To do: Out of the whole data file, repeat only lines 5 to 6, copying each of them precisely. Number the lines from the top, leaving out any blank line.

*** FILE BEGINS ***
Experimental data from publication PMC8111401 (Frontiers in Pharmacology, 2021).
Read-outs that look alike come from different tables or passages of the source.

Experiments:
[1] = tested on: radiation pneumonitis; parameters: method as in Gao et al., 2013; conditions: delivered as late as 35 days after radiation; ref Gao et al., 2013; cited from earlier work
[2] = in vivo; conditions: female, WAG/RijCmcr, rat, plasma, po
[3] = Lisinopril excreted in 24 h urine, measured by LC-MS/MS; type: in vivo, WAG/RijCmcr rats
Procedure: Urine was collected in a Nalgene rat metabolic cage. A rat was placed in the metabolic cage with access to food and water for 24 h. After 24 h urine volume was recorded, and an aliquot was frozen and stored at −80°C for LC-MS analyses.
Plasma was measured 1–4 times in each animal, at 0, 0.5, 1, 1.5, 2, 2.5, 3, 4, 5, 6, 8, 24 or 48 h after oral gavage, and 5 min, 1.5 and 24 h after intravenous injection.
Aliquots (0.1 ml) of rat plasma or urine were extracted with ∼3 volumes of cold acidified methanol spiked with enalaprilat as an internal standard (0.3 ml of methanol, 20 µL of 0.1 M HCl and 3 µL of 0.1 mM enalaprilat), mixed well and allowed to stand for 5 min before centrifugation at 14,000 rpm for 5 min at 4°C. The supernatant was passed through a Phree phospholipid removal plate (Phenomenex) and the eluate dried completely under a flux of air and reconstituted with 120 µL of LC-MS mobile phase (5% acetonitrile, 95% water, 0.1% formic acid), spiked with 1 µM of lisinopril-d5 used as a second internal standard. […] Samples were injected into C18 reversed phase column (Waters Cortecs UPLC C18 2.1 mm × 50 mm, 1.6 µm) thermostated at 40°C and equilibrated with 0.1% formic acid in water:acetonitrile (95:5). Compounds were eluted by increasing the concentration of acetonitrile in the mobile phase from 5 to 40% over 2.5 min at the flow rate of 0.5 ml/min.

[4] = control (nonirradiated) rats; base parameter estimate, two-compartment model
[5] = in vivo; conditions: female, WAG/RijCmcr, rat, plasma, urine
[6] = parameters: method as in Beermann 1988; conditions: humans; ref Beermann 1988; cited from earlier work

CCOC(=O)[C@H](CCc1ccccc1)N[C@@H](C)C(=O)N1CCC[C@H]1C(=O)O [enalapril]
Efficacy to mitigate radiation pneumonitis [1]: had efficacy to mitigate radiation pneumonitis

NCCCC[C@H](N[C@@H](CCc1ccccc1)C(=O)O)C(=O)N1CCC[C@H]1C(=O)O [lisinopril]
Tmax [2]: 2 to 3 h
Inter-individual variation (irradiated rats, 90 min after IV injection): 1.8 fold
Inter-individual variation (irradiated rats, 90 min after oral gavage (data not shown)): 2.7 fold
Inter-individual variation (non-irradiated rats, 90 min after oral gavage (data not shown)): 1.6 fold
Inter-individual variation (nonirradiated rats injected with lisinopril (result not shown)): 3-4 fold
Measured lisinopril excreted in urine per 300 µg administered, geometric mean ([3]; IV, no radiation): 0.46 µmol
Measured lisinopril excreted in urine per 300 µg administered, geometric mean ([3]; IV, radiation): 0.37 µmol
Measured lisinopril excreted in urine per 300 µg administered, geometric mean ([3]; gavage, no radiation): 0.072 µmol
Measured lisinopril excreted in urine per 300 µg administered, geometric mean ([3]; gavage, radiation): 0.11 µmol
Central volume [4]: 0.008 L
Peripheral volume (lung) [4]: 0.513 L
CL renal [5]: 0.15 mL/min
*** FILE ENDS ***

[2] = in vivo; conditions: female, WAG/RijCmcr, rat, plasma, po
[3] = Lisinopril excreted in 24 h urine, measured by LC-MS/MS; type: in vivo, WAG/RijCmcr rats